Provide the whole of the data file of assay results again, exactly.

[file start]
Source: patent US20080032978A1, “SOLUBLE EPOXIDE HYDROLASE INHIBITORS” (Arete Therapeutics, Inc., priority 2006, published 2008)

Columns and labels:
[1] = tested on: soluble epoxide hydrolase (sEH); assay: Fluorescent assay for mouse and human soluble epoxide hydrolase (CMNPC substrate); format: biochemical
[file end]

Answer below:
Source: patent US20080032978A1, “SOLUBLE EPOXIDE HYDROLASE INHIBITORS” (Arete Therapeutics, Inc., priority 2006, published 2008)

Columns and labels:
[1] = tested on: soluble epoxide hydrolase (sEH); assay: Fluorescent assay for mouse and human soluble epoxide hydrolase (CMNPC substrate); format: biochemical